Turbines for Minas Passage need real-world testing, officials say
Fishermen's group calls for more consultation before turbines are used
The only way to answer some of the remaining questions about the impact of turbines on marine life is to put one in the water, say scientists and government officials.
The deployment of two two-megawatt turbines in the Minas Passage by Cape Sharp Tidal is on hold, in part due to fishing groups worried not enough is known about what will happen once the turbines begin to operate.
Fisherman say part of the concern is that they have not been sufficiently consulted.
Colin Sproul, spokesman for the Bay of Fundy Inshore Fishermen's Association, said the baseline science being used for the turbines is inadequate. He and other fishermen want the province to order a new, independent study that includes input from people who feel excluded from past consultations.
The Minas Basin and Minas Passage comprise a major spawning territory for marine life as far away the Gulf of Maine and are too important to put at risk, he said.
But Graham Daborn, professor emeritus of biology at Acadia University, said while he understands the anxiety of fishermen, he thinks it's misplaced because of the small impact only two turbines could have.
"This is a hugely dynamic environment and taking out a very, very small fraction of that energy really cannot even be measured in most environmental effects," he said.
No scientist is willing to compromise other resources just to gain tidal energy, said Daborn, but confidence is growing that it is possible to harness the energy and preserve the environment.
While there are unanswered questions, many of them are associated with the actual turbines.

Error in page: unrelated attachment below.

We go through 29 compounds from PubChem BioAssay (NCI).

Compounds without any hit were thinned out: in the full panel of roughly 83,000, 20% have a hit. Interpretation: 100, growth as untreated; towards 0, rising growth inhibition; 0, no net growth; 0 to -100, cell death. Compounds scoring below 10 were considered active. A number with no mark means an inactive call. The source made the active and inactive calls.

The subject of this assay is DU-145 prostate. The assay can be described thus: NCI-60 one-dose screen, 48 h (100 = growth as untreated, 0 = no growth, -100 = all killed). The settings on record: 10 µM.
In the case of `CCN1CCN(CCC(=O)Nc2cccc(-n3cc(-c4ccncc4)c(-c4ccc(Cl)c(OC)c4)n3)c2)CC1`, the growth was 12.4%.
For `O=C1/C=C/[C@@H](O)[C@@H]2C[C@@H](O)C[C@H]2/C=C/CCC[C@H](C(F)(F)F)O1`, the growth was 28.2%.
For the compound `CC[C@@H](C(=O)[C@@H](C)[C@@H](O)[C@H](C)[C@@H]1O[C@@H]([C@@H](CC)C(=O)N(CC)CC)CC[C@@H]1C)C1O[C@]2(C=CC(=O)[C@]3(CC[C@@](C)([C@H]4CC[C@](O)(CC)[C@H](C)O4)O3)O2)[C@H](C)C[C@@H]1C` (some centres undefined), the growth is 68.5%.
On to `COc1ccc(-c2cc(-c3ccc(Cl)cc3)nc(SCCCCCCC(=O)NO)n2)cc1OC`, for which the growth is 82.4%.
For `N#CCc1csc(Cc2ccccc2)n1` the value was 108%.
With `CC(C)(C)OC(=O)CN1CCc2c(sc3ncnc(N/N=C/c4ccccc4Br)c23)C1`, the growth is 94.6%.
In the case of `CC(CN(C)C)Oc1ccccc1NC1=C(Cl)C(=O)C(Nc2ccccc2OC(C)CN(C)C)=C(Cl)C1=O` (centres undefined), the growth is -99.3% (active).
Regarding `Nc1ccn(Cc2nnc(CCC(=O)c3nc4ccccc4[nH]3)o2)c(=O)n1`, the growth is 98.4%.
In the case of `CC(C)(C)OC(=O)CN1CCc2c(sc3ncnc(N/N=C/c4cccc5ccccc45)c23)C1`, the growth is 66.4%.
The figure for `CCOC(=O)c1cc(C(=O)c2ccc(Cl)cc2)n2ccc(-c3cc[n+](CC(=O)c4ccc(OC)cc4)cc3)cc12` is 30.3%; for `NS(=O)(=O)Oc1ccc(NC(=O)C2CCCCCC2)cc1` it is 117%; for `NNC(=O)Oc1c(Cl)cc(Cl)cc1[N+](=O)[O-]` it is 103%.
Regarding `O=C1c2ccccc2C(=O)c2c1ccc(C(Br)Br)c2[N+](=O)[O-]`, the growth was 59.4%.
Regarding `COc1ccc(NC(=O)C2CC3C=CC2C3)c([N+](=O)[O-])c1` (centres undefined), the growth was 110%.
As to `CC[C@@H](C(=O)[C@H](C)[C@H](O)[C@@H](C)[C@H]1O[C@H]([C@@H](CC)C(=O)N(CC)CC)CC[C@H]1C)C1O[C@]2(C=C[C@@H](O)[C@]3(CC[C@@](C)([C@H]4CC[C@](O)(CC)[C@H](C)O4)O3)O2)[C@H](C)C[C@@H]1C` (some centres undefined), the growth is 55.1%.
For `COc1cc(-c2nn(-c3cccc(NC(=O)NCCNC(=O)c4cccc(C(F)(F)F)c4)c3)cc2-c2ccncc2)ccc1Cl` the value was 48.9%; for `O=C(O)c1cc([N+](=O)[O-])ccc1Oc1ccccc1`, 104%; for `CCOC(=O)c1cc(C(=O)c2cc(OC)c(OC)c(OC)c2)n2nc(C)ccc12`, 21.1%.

"And we can't even touch those issues until we have turbines in the water," he said.
"We're talking about an experiment. We're talking about a test. Those turbines can be taken out at any time if they turn out to be, in the judgement of [Fisheries and Oceans Canada], an issue threatening any particular group of animals."
Tony Wright, general manager of Fundy Ocean Research Center for Energy, said comprehensive consultation has happened since 2009, but if some people feel they've been left out there is a desire to fix that.
"The more people we can meet and talk [to] about tidal energy the better, as far as we're concerned."
5 types of monitoring planned
Since 2008 there have been 112 studies to establish baseline science, he said. Once a turbine goes in the water there will be monitoring for the impacts on fish, harbour porpoises, lobster catches, seabirds and to "definitively understand how much subsea noise these devices create.
"Our environmental monitoring program needs to know what's effective and what's not and build upon that as we proceed with more device installations."
Provincial Energy Minister Michel Samson on Thursday said he is confident the project will go ahead.
"I think it's right for Nova Scotians," he told reporters. "Being able to harness the Bay of Fundy tides, which are the strongest tides in the world, this is a tremendous opportunity for us."
Not just lip service
Nova Scotia Environment Minister Margaret Miller said that isn't to suggest people's concerns won't be heard. The project's environmental approval was issued in 2009, she said, adding there could be new information from fishermen that could help mitigate concerns and risk.
Although the company said last week it was hitting pause to do more consultation, Miller said it could not have started operating anyway because they have yet to obtain an environmental monitoring permit.